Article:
How Space Will Fix Our Failing Economy

I'm probably going to sound like I'm just following the crowd here, but I've got to say it: investment in space exploration might be just the stimulus package the world needs right now. I came onto this idea the other day when I found the video above, which was produced by YouTube user Bagtaggar.

The concept is simple: you pump a bunch of money into an industry in order to create jobs. It worked during the Great Depression in the form of public works (building bridges and dams and roads and whatnot), so why shouldn't it work with space?

Unfortunately, I'm afraid the answer isn't so simple. Certainly it makes sense on paper, that if the government commits to an expanded space program, it could undoubtedly create jobs. Job creation breeds consumer confidence, which leads to consumer spending, which leads to rejuvenation of the credit markets, and rejuvenated credit markets lead to corporate spending and yada yada yada.

But what if it doesn't work? What if creating jobs isn't the solution? I posit that regardless of whether it fixes the economy, increased spending on space, even in hard times, will accomplish a couple of important things. First, it leads to expansion of peripheral industries. Suppliers and vendors who work within the space industry will see a boom in business. Second, private space will benefit from a revived interest in space travel. And moreover, the rallying cry for expanding our horizons - not seen since the Apollo years - may just be the perfect panacea for "fear itself." And let's not forget the myriad scientific developments which could lead the way to a brighter future tomorrow. Would the rising gas prices of last year have been such a burden if the space program had led to alternative fuel discoveries? And finally, the advancements made in space today would lead to the new industries of tomorrow; space exploration, after all, is, by all measures, a relatively new industry.

What do you think? I know this topic is mired in philosophical and economic debate. Leave your thoughts in the comments.

Jonathan Card said...

The problem is that there aren't that many people that can do the work. It's not like street painting (I don't know anything about street painting; if this is high-skill labor, forgive me); rocket scientists can become street painters when they lose their jobs. Street painters can't become rocket scientists. If all you do is create more demand for rocket scientists, but there aren't more rocket scientists, it'll raise the wages of rocket scientists throughout the industry, raising the cost of space development, and won't employ more people. Increased prices might, temporarily, boost the industry, but when the stimulus runs out they'll all go out of business again when the prices come back down.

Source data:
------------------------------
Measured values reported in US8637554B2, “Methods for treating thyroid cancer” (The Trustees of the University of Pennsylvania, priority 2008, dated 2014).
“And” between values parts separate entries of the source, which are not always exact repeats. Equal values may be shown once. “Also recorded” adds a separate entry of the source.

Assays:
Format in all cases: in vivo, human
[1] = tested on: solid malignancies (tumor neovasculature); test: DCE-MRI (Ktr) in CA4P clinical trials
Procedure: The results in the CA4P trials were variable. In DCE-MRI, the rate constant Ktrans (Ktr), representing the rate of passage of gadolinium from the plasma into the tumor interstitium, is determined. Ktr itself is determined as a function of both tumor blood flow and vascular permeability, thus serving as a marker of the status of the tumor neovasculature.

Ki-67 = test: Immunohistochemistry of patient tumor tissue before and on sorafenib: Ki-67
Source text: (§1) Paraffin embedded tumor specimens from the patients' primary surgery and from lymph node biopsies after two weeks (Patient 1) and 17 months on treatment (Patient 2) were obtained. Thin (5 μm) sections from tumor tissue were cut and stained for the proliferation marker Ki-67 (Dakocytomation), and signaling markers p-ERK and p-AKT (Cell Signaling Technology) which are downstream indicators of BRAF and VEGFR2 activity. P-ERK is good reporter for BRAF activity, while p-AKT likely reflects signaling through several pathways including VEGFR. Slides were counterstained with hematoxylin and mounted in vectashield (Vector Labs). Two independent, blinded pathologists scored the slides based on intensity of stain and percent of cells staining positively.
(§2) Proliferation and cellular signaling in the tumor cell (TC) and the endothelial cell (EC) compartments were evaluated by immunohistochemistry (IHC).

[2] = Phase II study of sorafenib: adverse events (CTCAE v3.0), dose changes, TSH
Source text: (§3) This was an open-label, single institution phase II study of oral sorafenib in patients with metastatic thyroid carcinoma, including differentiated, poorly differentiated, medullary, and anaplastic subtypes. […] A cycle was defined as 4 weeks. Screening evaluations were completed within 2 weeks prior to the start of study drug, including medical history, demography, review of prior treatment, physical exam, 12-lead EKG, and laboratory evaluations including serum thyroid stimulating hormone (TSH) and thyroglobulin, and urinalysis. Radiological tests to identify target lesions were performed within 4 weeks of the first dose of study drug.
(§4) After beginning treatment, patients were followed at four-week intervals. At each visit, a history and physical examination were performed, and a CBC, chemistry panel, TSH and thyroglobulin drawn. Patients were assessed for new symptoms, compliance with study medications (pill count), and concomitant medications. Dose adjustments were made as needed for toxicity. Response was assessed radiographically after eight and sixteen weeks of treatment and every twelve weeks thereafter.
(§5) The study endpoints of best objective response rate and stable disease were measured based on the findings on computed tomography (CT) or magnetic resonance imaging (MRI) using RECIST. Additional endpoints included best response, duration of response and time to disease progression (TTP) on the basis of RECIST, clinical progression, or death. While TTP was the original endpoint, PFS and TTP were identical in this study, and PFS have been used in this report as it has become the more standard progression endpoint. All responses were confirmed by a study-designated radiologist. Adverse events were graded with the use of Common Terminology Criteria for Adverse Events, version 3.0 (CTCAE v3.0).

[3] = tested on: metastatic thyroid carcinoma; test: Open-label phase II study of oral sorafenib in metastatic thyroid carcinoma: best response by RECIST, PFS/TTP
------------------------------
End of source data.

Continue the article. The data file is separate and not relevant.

I'm a big advocate for space development, but this isn't a good area for a "stimulus", and not a credibility-gaining argument for us to make. Of course, people have made that argument and gotten the money, even when they aren't good "stimulus" projects, so maybe I'm being naive.

Jonathan Card said...

Ok, now that I've actually watched the video, I'll agree with some of that. It's true that recessions/depressions are a good time to launch new industries, but it's not because of government spending (I personally think that most of the "stimulus" provided by war-time spending in WWII didn't help, but that's a long story). It's because the "cost of capital" is very low. Last year, when you said, "I can return investors 80% returns in 5 years with Space Based Solar Power" (all numbers fictional), investors may say, "No, I can get 100% returns on dot-coms or biotech or pharma". Now, they say, "There's no dot-coms! or biotech! or pharma!" and we say, "But we can still deliver 80% on SBSP", they may say, "Well, there's nothing else; I'm game."

You don't want or need government subsidy or stimulus money near this stuff, as a general rule. If, if, if space really is profitable, it's easier to get it funded in these times than in boom periods.

So, don't call your congressman; just look for a problem to solve, do your homework, and fix it. Now is the opportunity.

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